Mexico’s president Andres Manuel Lopez Obrador asked his U.S. counterpart Joe Biden to stop the United States Agency for International Development (USAID) from funding groups hostile to his government, according to a letter presented to journalists on Wednesday, echoing previous Mexican criticism of U.S. interventionism.
President Andres Manuel Lopez Obrador has in the past accused several media organizations of being part of a conservative movement against his government.
A Reuters report cited the letter to the U.S. President:
“The U.S. government, specifically though USAID, has for some time been financing organizations openly against the legal and legitimate government I represent,” Andres Manuel Lopez Obrador, popularly known as AMLO, said in the letter. “This is clearly an interventionist act, contrary to international law and the relations which should prevail between free and sovereign states.”
At Starbucks regional headquarters in Manhattan on May 1, staff were setting up an office pizza party when they heard a chant coming from the hallway of their fifteenth floor glass-enclosed office.
“Who are we? We are partners! Who are we? We are workers!” chanted a dozen Starbucks workers as they filled the reception area, many wearing shirts saying “Partners? Prove It. WE are Starbucks.”
Headquarters staff fled into back offices as the café workers traded off reading sections of a written statement with their demands—the chief one being that the company negotiate with the union and stop retaliating against workers for organizing.
The narrative about the Venezuelan government’s shift towards a neoliberal economic policy has been going on for some time now and has been promoted by the mainstream media. Presented as a bombastic slogan, as a general and extravagant yet blurry statement, this narrative is based on unconnected fragments of reality that lead to an incongruous and unreadable mosaic.
For those who propagate this narrative, the supposed neoliberalism of President Nicolás Maduro is defined by so many things at once that it is difficult to see where the central point that verifies his supposed ideological conversion really lies.
If oil is bought in and with dollars, then, the US denying that currency the possibility of buying that hydrocarbon, its main asset, the currency remains an orphan, free, wandering through the world monetary torrent looking for other assets to acquire, putting pressure on prices to justify their existence.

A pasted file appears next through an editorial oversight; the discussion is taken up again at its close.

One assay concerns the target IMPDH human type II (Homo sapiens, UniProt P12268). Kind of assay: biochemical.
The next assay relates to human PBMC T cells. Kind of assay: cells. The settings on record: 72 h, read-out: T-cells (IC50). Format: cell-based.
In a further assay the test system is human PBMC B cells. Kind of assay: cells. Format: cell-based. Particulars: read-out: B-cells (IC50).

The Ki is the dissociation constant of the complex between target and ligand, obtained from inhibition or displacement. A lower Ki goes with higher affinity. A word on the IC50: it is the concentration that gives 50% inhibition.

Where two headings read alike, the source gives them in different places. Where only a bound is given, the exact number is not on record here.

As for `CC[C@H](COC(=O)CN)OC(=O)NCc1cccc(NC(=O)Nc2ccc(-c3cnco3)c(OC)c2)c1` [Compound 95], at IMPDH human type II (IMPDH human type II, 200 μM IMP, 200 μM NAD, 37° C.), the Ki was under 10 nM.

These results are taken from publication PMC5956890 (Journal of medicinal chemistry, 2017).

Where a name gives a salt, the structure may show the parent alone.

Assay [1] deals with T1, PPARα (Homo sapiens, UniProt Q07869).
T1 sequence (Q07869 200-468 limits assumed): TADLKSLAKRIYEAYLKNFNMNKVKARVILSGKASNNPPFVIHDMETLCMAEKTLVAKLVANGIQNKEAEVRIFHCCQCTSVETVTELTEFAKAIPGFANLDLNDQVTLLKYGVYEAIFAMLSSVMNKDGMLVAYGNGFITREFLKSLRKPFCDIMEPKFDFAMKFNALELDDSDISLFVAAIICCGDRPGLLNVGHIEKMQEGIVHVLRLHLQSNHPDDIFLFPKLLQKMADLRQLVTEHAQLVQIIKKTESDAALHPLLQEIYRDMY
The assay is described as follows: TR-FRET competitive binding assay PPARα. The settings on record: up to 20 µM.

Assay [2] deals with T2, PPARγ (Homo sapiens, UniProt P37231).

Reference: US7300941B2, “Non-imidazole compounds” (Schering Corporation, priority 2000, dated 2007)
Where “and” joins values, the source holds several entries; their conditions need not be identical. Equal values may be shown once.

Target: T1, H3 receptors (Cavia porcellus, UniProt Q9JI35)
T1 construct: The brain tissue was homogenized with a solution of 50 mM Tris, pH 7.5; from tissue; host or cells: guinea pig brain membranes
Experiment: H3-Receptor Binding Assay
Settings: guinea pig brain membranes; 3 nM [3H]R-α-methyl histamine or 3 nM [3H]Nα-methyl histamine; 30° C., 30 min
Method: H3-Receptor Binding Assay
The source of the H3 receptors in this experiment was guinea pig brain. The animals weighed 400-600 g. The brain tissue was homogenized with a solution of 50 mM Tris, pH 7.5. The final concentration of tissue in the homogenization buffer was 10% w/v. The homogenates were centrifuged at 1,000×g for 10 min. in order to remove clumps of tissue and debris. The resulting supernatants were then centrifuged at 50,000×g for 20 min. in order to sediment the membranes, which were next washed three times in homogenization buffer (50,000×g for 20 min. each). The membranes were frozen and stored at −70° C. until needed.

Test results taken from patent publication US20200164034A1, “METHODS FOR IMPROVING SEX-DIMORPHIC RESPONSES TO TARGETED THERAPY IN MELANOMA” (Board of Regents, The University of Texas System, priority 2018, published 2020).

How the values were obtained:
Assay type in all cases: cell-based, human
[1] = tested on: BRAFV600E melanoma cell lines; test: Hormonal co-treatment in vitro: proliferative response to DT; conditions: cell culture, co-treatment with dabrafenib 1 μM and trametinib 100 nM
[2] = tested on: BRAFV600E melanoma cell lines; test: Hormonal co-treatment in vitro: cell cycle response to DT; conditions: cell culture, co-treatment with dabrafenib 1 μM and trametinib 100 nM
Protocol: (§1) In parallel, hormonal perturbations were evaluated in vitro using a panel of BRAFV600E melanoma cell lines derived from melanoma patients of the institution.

It is there where, modestly, the US sanctions that prevent PDVSA from negotiating its proposal and still distant production of 2 million barrels per day, economically and ecologically prudent flow; or the 3 million of past times, or the illusion of 6 million included in all the plans of the Bolivarian and opposition governments, contribute to the US currency its gradient of restlessness, of abandonment.
The World Federation of Trade Unions, the militant, class-oriented voice, representing 105 million workers who live, work, and struggle in 133 countries of the 5 continents, honors the 137th anniversary of the struggle of workers in Chicago in 1886 that constituted a lasting milestone of the working class and a bright beacon for the struggles of today and tomorrow for stable work with rights, social security, free public, and universal health and education, dignified life.
Nowadays the crisis of capitalism is deepening in the length and breadth of the globe, resulting in the open violation of democratic and trade union rights, the deterioration of working and living conditions, and the dramatic widening of social inequalities, poverty, and exploitation. The big capital and its political representatives were using the pretext of the capitalist crisis of all kinds to attack even the most fundamental democratic and trade union rights, like the right to strike, to demonstrate, and to organize. They do whatever they can to transfer the consequences of the crisis to the shoulders of the working class, the pensioners, the farmers, and to the poorer part of the self-employed people.